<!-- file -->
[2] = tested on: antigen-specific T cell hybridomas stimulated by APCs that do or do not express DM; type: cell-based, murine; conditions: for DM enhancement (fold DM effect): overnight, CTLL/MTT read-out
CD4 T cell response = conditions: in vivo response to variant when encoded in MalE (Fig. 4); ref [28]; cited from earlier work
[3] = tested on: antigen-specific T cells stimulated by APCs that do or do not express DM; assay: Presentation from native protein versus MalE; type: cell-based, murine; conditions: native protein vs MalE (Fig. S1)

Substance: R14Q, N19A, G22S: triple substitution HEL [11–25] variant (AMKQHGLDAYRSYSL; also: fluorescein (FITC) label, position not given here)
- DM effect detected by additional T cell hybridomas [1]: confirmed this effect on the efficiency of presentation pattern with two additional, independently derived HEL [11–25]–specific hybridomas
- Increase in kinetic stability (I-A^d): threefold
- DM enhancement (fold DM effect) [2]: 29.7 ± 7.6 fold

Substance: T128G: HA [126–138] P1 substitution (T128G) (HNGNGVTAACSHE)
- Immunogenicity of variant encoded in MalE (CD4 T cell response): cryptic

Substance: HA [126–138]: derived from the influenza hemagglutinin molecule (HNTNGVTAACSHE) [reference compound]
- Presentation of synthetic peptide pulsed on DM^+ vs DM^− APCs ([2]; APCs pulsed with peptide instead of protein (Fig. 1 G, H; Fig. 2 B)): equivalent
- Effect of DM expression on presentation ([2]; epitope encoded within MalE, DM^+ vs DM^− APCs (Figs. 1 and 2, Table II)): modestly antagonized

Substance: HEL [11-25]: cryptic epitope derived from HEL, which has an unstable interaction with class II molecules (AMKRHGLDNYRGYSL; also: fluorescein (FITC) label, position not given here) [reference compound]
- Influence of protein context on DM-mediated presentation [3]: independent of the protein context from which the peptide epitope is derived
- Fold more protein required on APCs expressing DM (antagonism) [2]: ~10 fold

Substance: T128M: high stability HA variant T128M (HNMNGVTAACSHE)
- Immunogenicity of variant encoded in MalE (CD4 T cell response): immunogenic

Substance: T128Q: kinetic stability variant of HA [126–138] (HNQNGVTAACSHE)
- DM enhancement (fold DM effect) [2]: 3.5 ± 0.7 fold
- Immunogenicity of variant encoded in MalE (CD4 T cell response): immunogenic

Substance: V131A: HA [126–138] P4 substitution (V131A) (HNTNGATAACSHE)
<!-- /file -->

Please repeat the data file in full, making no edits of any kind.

[2] = tested on: antigen-specific T cell hybridomas stimulated by APCs that do or do not express DM; type: cell-based, murine; conditions: for DM enhancement (fold DM effect): overnight, CTLL/MTT read-out
CD4 T cell response = conditions: in vivo response to variant when encoded in MalE (Fig. 4); ref [28]; cited from earlier work
[3] = tested on: antigen-specific T cells stimulated by APCs that do or do not express DM; assay: Presentation from native protein versus MalE; type: cell-based, murine; conditions: native protein vs MalE (Fig. S1)

Substance: R14Q, N19A, G22S: triple substitution HEL [11–25] variant (AMKQHGLDAYRSYSL; also: fluorescein (FITC) label, position not given here)
- DM effect detected by additional T cell hybridomas [1]: confirmed this effect on the efficiency of presentation pattern with two additional, independently derived HEL [11–25]–specific hybridomas
- Increase in kinetic stability (I-A^d): threefold
- DM enhancement (fold DM effect) [2]: 29.7 ± 7.6 fold

Substance: T128G: HA [126–138] P1 substitution (T128G) (HNGNGVTAACSHE)
- Immunogenicity of variant encoded in MalE (CD4 T cell response): cryptic

Substance: HA [126–138]: derived from the influenza hemagglutinin molecule (HNTNGVTAACSHE) [reference compound]
- Presentation of synthetic peptide pulsed on DM^+ vs DM^− APCs ([2]; APCs pulsed with peptide instead of protein (Fig. 1 G, H; Fig. 2 B)): equivalent
- Effect of DM expression on presentation ([2]; epitope encoded within MalE, DM^+ vs DM^− APCs (Figs. 1 and 2, Table II)): modestly antagonized

Substance: HEL [11-25]: cryptic epitope derived from HEL, which has an unstable interaction with class II molecules (AMKRHGLDNYRGYSL; also: fluorescein (FITC) label, position not given here) [reference compound]
- Influence of protein context on DM-mediated presentation [3]: independent of the protein context from which the peptide epitope is derived
- Fold more protein required on APCs expressing DM (antagonism) [2]: ~10 fold

Substance: T128M: high stability HA variant T128M (HNMNGVTAACSHE)
- Immunogenicity of variant encoded in MalE (CD4 T cell response): immunogenic

Substance: T128Q: kinetic stability variant of HA [126–138] (HNQNGVTAACSHE)
- DM enhancement (fold DM effect) [2]: 3.5 ± 0.7 fold
- Immunogenicity of variant encoded in MalE (CD4 T cell response): immunogenic

Substance: V131A: HA [126–138] P4 substitution (V131A) (HNTNGATAACSHE)